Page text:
The healing of Macedonian schism and the Ukrainian situation

21 May 2022 15:21
Under the leadership of Patriarch Porfirije, the Macedonian schism was healed. Photo: UOJ Under the leadership of Patriarch Porfirije, the Macedonian schism was healed. Photo: UOJ

The theme with the recognition of the Macedonian Church by Phanar received its unexpected continuation: the Serbian Orthodox Church announced the healing of the schism.

On May 16, 2022, the Holy Synod of the Serbian Patriarchate announced the healing of the Macedonian schism and the restoration of unity with the Macedonian Church.

Screenshot of the official website of the SOC

The key takeaways of the Communiqué are as follows:

  1. The Macedonian Church returns to its autonomous status within the Serbian Patriarchate, which was granted to it in 1959.
  2. Full canonical and Eucharistic communion is restored between the Serbian and Macedonian Churches.
  3. Autonomous status is only a stage on the way to the status of full autocephaly, which is "not only possible, but also expedient, legitimate and realistic."

The future autocephaly of the Macedonian Church appears to be a settled issue, since the Communiqué contains the phrase “new sister Church”, which is used in the context of the future MOC. The thesis of autonomous status per se is split into several subparagraphs:

First, it is proclaimed that the Church will be guided only by its own ecclesiastical considerations, rather than by the geopolitical requirements. Literally, it sounds like this: “The Serbian Orthodox Church will be guided solely and exclusively by ecclesiastical-canonical and ecclesiastical-pastoral principles, criteria and norms, without concern for ‘real political’, ‘geopolitical’, ‘ecclesiastical political’ and other considerations, and will not allow someone else's influence or pressure."

The future autocephaly of the Macedonian Church appears to be a settled issue.

What do these considerations lurk? It is obvious that “real political” and “geopolitical” considerations are nothing but the position of the authorities of North Macedonia and the intrigues of Phanar, while “ecclesiastical political” are the claims of the Patriarchate of Constantinople to the primacy in Orthodoxy. In this case, it is expressed in the assertion that only the Phanar and no one else can grant autocephaly.

Secondly, the autocephalous (in the future) MOC will not be limited either in its activities within North Macedonia or in serving Macedonian parishes abroad. This contrasts sharply with the “autocephaly” proposed by Phanar: all foreign parishes and monasteries pass to the jurisdiction of the Phanariots, and some kind of stauropegia can be formed inside the state, which are directly subordinate to the Phanar.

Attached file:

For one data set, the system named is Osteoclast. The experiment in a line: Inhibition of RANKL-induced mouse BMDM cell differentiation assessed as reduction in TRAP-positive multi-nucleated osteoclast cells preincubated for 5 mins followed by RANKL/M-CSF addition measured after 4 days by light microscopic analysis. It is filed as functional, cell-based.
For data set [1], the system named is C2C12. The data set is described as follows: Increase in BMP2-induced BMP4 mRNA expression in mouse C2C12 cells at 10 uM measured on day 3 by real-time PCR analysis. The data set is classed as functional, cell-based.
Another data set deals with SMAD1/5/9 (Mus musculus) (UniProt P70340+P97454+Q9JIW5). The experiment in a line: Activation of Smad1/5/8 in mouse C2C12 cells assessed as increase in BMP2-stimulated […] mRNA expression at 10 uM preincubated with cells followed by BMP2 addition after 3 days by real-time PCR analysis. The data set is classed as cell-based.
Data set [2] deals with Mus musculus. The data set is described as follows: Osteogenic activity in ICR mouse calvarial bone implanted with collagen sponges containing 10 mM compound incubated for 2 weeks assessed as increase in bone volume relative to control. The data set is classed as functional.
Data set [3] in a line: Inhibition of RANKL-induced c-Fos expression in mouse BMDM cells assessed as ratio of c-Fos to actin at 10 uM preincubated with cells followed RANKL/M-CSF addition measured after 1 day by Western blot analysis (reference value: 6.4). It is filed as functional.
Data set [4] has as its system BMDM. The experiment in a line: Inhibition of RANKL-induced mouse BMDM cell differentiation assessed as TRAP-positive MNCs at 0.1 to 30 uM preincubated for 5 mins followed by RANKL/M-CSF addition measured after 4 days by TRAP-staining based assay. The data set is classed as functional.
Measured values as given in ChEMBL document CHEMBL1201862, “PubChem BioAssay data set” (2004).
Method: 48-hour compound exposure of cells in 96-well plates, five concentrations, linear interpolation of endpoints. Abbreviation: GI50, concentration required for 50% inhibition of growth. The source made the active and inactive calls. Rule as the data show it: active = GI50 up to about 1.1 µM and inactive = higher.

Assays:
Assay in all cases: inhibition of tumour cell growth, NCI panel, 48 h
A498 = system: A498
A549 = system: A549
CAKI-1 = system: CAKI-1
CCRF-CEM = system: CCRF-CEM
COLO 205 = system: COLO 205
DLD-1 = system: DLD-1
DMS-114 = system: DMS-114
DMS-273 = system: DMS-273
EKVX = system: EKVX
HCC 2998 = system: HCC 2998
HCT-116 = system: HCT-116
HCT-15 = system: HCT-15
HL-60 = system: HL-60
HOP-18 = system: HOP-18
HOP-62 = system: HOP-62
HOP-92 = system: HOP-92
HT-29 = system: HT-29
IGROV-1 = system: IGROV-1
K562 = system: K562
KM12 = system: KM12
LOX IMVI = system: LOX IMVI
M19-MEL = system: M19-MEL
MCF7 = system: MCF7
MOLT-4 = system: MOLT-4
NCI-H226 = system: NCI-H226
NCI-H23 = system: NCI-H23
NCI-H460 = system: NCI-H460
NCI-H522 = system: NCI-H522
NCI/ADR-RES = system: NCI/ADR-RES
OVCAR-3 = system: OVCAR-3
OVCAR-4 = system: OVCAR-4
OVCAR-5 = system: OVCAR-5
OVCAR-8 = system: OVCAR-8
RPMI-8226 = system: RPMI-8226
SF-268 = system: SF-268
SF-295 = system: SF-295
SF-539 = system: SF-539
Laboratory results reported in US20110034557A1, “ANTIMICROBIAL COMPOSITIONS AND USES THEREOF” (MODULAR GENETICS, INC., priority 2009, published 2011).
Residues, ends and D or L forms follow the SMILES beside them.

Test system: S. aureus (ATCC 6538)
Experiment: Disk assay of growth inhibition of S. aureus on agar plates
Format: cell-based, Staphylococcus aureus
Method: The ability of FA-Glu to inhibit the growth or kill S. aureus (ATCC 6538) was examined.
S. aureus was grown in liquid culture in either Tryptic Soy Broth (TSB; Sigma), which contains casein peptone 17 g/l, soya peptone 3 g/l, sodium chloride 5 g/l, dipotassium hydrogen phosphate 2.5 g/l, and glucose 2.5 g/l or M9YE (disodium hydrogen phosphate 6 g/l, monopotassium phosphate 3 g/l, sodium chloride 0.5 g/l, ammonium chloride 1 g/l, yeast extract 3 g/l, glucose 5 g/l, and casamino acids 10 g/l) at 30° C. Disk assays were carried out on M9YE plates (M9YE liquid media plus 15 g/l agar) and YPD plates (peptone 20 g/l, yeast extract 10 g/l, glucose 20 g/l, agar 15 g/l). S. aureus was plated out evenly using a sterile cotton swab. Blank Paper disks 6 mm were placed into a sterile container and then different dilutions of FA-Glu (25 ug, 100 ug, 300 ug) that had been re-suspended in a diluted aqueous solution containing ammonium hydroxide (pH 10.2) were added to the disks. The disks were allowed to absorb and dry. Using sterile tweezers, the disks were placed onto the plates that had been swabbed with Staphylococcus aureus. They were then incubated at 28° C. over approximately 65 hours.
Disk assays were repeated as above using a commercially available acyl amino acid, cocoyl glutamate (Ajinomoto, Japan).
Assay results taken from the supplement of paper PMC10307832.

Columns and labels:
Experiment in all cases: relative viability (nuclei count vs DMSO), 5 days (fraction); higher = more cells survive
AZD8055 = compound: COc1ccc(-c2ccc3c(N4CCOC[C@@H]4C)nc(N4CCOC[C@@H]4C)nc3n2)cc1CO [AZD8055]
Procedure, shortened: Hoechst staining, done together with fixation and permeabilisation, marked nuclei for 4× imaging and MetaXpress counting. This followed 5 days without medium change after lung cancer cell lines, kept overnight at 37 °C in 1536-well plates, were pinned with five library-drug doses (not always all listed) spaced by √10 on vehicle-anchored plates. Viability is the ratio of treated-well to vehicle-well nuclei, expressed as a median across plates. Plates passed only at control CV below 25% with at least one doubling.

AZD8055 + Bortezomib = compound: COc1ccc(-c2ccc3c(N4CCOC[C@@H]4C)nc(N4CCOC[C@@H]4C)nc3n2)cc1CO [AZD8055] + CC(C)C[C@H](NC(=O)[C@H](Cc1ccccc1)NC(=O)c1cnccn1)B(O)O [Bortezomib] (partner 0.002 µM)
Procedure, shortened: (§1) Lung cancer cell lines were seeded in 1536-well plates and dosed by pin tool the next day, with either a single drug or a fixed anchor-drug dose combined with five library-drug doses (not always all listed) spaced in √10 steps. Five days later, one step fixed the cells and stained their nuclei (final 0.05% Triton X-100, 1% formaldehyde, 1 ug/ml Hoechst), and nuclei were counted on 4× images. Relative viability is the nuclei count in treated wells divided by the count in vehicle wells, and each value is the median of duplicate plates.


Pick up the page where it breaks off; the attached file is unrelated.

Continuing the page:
Thirdly, the Macedonian Church must settle the issue of its name with the Greek and other Local Churches on its own. Recall that the Greeks react very zealously to any mention of the word "Macedonia", both in the name of the neighboring state and in the name of the Church. A few years ago, Macedonia had to change its name under pressure from Greece to North Macedonia. In the aforementioned decision of the Synod of the Church of Constantinople, the MOC was recognized with the name "Church of Ohrid". The Serbian Patriarchate made it clear it would accept any name the MOC adopted following its own negotiations with all interested parties. By the way, on its official website, the MOC calls itself "The Macedonian Orthodox Church - Ohrid Archdiocese."

Struggle for the "Mother Church" status

The healing of the Macedonian schism was preceded by some events in which everything developed at lightning speed.

On May 9, 2022, the Synod of the Patriarchate of Constantinople recognized the Macedonian Church, stating that they “heal the wound of the schism,” and called on the Serbian Church to resolve some “administrative issues” with the Macedonians. A few days before that, on May 6, 2022, Bishop Fotije of Zvornic and Tuzla (SOC) reported that in early May, representatives of the Serbian and Macedonian Churches held negotiations in Nis, and Patriarch Porfirije participated in them. These were the first negotiations after a long break. Such activity was not entirely clear then: either Phanar decided to play ahead of the curve, or, on the contrary, the Serbian bishops decided to make concessions to the Macedonians, not wanting to repeat “a la OCU” scenario, which the Phanariots had already come up with.

Now the situation is completely clear. Phanar was informed about the upcoming healing of the Macedonian schism within the SOC and decided to seize the initiative at the last moment, granting the Macedonian Church pseudo-autocephaly from its own hands. Notably, to the credit of the Macedonians, they did not succumb to the provocation and continued negotiations with the SOC, which ended up with the Synod of the Macedonian Orthodox Church (MOC) sending an act to the Serbian Church, whereby the MOC returns to the Serbian Patriarchate in the status of the widest possible autonomy.